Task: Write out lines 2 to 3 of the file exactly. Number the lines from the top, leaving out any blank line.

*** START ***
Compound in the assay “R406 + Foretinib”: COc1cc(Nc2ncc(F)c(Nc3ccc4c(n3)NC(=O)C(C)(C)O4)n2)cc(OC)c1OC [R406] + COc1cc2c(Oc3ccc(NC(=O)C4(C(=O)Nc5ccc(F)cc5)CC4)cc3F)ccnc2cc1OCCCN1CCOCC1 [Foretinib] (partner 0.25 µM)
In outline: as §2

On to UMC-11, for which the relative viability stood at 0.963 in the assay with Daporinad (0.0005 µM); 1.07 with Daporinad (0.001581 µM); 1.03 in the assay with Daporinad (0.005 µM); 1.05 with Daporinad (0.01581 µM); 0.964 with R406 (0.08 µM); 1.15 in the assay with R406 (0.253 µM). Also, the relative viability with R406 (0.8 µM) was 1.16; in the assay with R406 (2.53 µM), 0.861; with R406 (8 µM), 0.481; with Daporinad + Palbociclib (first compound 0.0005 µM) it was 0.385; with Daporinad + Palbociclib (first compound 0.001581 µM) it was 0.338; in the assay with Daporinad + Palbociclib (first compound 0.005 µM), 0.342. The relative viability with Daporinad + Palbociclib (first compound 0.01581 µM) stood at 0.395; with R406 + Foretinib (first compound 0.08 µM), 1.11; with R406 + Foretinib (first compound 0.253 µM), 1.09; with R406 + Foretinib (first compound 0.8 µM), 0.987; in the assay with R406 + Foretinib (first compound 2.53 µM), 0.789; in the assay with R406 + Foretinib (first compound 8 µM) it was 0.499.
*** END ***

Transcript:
In outline: as §2

On to UMC-11, for which the relative viability stood at 0.963 in the assay with Daporinad (0.0005 µM); 1.07 with Daporinad (0.001581 µM); 1.03 in the assay with Daporinad (0.005 µM); 1.05 with Daporinad (0.01581 µM); 0.964 with R406 (0.08 µM); 1.15 in the assay with R406 (0.253 µM). Also, the relative viability with R406 (0.8 µM) was 1.16; in the assay with R406 (2.53 µM), 0.861; with R406 (8 µM), 0.481; with Daporinad + Palbociclib (first compound 0.0005 µM) it was 0.385; with Daporinad + Palbociclib (first compound 0.001581 µM) it was 0.338; in the assay with Daporinad + Palbociclib (first compound 0.005 µM), 0.342. The relative viability with Daporinad + Palbociclib (first compound 0.01581 µM) stood at 0.395; with R406 + Foretinib (first compound 0.08 µM), 1.11; with R406 + Foretinib (first compound 0.253 µM), 1.09; with R406 + Foretinib (first compound 0.8 µM), 0.987; in the assay with R406 + Foretinib (first compound 2.53 µM), 0.789; in the assay with R406 + Foretinib (first compound 8 µM) it was 0.499.